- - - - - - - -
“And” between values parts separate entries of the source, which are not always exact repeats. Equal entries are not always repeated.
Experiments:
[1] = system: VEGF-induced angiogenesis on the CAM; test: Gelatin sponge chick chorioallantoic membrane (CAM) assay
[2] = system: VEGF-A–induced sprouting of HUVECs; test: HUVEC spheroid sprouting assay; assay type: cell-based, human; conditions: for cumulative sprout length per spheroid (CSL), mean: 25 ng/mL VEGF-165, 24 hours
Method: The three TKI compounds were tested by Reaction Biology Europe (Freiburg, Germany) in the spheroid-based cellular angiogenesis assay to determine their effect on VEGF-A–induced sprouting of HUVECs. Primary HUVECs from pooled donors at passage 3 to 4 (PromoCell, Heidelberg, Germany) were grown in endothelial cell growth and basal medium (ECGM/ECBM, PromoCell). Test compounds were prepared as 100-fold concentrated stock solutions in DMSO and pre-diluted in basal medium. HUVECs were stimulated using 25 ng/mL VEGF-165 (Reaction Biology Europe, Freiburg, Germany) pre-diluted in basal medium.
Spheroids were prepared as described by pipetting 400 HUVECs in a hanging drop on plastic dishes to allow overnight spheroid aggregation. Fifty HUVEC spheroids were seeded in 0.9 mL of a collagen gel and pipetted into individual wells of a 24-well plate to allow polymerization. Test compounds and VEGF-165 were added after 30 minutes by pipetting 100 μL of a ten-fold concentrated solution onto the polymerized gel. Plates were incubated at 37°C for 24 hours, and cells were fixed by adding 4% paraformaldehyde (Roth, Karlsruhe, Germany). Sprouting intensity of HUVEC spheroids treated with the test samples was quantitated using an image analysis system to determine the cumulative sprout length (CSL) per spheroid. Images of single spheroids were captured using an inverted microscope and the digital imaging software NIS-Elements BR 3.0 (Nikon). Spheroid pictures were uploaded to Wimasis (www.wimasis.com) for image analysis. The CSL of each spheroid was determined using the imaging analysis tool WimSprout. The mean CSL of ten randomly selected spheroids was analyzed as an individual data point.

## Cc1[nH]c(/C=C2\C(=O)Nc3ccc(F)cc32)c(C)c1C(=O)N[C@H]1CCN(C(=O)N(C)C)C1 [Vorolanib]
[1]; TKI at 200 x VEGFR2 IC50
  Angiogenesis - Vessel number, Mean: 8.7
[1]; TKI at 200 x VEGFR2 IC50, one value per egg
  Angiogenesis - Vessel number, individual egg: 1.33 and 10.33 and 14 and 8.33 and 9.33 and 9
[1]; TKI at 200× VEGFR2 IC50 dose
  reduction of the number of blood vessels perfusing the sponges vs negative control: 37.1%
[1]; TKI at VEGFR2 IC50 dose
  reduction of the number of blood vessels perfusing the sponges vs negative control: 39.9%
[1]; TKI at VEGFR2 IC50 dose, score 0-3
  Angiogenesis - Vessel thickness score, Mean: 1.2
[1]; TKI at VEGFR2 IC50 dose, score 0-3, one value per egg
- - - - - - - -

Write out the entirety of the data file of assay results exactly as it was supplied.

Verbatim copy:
“And” between values parts separate entries of the source, which are not always exact repeats. Equal entries are not always repeated.
Experiments:
[1] = system: VEGF-induced angiogenesis on the CAM; test: Gelatin sponge chick chorioallantoic membrane (CAM) assay
[2] = system: VEGF-A–induced sprouting of HUVECs; test: HUVEC spheroid sprouting assay; assay type: cell-based, human; conditions: for cumulative sprout length per spheroid (CSL), mean: 25 ng/mL VEGF-165, 24 hours
Method: The three TKI compounds were tested by Reaction Biology Europe (Freiburg, Germany) in the spheroid-based cellular angiogenesis assay to determine their effect on VEGF-A–induced sprouting of HUVECs. Primary HUVECs from pooled donors at passage 3 to 4 (PromoCell, Heidelberg, Germany) were grown in endothelial cell growth and basal medium (ECGM/ECBM, PromoCell). Test compounds were prepared as 100-fold concentrated stock solutions in DMSO and pre-diluted in basal medium. HUVECs were stimulated using 25 ng/mL VEGF-165 (Reaction Biology Europe, Freiburg, Germany) pre-diluted in basal medium.
Spheroids were prepared as described by pipetting 400 HUVECs in a hanging drop on plastic dishes to allow overnight spheroid aggregation. Fifty HUVEC spheroids were seeded in 0.9 mL of a collagen gel and pipetted into individual wells of a 24-well plate to allow polymerization. Test compounds and VEGF-165 were added after 30 minutes by pipetting 100 μL of a ten-fold concentrated solution onto the polymerized gel. Plates were incubated at 37°C for 24 hours, and cells were fixed by adding 4% paraformaldehyde (Roth, Karlsruhe, Germany). Sprouting intensity of HUVEC spheroids treated with the test samples was quantitated using an image analysis system to determine the cumulative sprout length (CSL) per spheroid. Images of single spheroids were captured using an inverted microscope and the digital imaging software NIS-Elements BR 3.0 (Nikon). Spheroid pictures were uploaded to Wimasis (www.wimasis.com) for image analysis. The CSL of each spheroid was determined using the imaging analysis tool WimSprout. The mean CSL of ten randomly selected spheroids was analyzed as an individual data point.

## Cc1[nH]c(/C=C2\C(=O)Nc3ccc(F)cc32)c(C)c1C(=O)N[C@H]1CCN(C(=O)N(C)C)C1 [Vorolanib]
[1]; TKI at 200 x VEGFR2 IC50
  Angiogenesis - Vessel number, Mean: 8.7
[1]; TKI at 200 x VEGFR2 IC50, one value per egg
  Angiogenesis - Vessel number, individual egg: 1.33 and 10.33 and 14 and 8.33 and 9.33 and 9
[1]; TKI at 200× VEGFR2 IC50 dose
  reduction of the number of blood vessels perfusing the sponges vs negative control: 37.1%
[1]; TKI at VEGFR2 IC50 dose
  reduction of the number of blood vessels perfusing the sponges vs negative control: 39.9%
[1]; TKI at VEGFR2 IC50 dose, score 0-3
  Angiogenesis - Vessel thickness score, Mean: 1.2
[1]; TKI at VEGFR2 IC50 dose, score 0-3, one value per egg